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Published October 30, 2005 | metadata_only
Journal Article

Oxygen–osmium isotope systematics of West Maui lavas: A record of shallow-level magmatic processes


New δ^(18)O and ^(187)Os/^(188)Os data from late shield-building stage lavas from West Maui volcano, Hawai'i, indicate that a range of distinct shallow-level processes can affect compositions of plume-generated ocean island magmas. The relative ages of the samples studied were determined either on the basis of field relationships, or from collection depth in a water well. The stratigraphically lower lavas have [Os] = 61–399 ppt, initial ^(187)Os/^(188)Os = 0.1311–0.1324 and δ^(18)O_(olivine) = 4.53–4.88‰. The stratigraphically higher lavas have [Os] = 20–273 ppt, initial ^(187)Os/^(188)Os = 0.1323–0.1390 (with the exception of one low [Os] sample with ^(187)Os/^(188)Os = 0.1517), and δ^(18)O_(olivine) = 4.73–5.21‰. These compositions are generally similar to those of Kea-type Hawaiian lavas from Mauna Kea and Kilauea volcanoes, but in detail, there are some significant differences between the West Maui lavas and other Kea-type lavas. The stratigraphically lower lavas have ^(187)Os/^(188)Os similar to those previously observed for Mauna Kea and Kilauea lavas, and define a nearly flat ^(87)Sr/^(86)Sr vs. ^(187)Os/^(188)Os trend that is consistent with assimilation by these magmas of small degree melts of Pacific oceanic crustal gabbros. The stratigraphically higher West Maui lavas extend to ^(187)Os/^(188)Os higher than observed at Mauna Kea or Kilauea. This probably results from interaction of these magmas with the hydrothermally altered volcanic edifice during the waning phases of the shield building stage. This process is likely to affect the isotope systematics of Os and O, but will have little effect on those of Hf, Nd, Pb or Sr.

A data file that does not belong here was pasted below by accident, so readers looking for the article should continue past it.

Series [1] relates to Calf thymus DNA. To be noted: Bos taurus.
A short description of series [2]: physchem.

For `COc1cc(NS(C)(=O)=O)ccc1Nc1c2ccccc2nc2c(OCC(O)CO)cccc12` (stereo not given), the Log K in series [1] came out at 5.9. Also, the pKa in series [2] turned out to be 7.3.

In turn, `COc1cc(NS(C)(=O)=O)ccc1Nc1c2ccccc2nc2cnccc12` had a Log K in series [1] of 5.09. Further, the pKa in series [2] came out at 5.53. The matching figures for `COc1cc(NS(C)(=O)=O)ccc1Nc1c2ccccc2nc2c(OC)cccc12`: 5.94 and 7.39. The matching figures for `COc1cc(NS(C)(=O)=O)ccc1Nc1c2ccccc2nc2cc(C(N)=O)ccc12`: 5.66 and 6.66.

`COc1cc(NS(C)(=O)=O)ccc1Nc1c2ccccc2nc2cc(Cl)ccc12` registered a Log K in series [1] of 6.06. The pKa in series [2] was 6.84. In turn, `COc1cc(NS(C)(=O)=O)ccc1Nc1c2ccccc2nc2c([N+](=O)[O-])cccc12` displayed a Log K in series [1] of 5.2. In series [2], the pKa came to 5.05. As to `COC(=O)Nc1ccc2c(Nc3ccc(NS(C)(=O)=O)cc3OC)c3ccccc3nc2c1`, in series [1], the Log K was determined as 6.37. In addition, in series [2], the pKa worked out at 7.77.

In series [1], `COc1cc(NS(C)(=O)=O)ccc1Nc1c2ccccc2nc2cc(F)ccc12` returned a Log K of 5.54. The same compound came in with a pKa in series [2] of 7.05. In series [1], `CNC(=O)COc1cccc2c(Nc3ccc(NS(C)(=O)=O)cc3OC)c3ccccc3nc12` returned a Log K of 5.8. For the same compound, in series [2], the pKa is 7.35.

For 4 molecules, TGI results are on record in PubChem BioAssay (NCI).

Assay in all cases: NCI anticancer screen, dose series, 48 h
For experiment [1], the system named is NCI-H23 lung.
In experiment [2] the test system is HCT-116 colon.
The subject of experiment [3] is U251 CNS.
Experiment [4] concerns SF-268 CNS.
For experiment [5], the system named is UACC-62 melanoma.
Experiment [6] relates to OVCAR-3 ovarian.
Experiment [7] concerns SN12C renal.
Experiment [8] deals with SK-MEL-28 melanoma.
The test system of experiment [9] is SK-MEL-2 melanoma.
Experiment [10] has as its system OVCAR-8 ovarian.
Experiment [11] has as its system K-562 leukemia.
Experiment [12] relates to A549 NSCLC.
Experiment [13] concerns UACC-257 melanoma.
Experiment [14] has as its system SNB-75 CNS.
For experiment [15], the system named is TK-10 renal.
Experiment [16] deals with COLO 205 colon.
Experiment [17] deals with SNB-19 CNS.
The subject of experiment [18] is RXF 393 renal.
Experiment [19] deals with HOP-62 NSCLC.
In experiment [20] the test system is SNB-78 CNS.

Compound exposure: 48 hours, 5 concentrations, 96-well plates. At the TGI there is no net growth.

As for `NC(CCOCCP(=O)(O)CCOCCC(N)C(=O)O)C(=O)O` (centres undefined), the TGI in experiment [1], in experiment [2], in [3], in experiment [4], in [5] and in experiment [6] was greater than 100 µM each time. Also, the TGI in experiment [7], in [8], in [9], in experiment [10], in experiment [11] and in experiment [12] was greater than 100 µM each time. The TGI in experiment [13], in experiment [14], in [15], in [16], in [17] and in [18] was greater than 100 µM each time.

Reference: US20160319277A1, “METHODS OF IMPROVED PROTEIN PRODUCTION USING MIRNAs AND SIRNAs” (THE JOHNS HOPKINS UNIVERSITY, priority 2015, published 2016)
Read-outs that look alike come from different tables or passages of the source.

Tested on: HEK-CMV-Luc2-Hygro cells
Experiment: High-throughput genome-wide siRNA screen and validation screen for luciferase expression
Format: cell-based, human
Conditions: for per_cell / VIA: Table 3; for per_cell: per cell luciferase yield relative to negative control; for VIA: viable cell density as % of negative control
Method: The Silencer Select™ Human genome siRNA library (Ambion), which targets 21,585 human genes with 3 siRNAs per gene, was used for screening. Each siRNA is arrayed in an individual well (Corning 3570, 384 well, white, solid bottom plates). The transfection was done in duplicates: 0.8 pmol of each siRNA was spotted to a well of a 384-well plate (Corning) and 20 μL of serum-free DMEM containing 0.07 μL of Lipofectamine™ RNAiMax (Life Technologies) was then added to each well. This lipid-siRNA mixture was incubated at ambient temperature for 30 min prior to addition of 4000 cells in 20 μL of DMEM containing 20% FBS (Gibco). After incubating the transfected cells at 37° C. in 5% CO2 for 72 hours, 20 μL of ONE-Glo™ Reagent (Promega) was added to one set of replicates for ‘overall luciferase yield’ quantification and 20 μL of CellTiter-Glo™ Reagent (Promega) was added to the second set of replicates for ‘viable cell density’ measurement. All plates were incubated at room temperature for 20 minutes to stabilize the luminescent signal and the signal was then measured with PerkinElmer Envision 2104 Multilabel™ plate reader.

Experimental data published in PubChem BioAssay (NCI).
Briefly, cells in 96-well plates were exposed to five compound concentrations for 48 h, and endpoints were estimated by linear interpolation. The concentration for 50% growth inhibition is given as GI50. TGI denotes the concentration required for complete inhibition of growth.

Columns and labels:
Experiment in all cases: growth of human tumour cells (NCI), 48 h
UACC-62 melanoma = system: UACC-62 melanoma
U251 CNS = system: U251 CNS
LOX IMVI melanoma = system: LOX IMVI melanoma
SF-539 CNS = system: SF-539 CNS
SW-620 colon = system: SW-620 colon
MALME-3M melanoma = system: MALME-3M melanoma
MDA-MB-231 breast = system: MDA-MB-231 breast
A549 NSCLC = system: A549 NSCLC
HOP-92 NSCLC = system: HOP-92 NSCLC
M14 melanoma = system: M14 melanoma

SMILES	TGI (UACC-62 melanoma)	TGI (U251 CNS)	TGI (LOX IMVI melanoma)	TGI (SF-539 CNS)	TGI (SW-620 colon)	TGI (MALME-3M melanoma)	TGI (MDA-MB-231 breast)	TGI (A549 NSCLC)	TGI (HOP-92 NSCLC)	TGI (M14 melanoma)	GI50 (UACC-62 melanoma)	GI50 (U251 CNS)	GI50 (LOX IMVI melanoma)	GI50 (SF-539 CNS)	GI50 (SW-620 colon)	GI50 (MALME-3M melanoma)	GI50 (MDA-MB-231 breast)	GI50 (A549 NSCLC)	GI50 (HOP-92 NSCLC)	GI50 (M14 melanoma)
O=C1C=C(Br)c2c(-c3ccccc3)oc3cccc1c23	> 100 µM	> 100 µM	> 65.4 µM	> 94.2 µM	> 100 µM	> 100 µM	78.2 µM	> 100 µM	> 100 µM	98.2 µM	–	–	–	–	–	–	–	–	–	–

Additional Information

© 2005 Elsevier B.V. Received 5 November 2004; received in revised form 22 July 2005; accepted 29 July 2005. Available online 30 September 2005. Editor: K. Farley. We thank Victor Kress for discussion on the behavior of sulfides in the mantle and during melt generation processes. We thank Glenn Bauer for providing the Mahinahina Well samples, and David Sherrod for collaboration on field efforts. We also thank Catherine Zimmermann for assistance with the Re and Os analyses. Marc Norman and Dominique Weis provided helpful reviews. This work was supported by a Geological Society of America Harold T. Stearns grant, a DOSECC Internship grant and a UW Graduate Research grant to AMG.

Additional details

August 22, 2023
August 22, 2023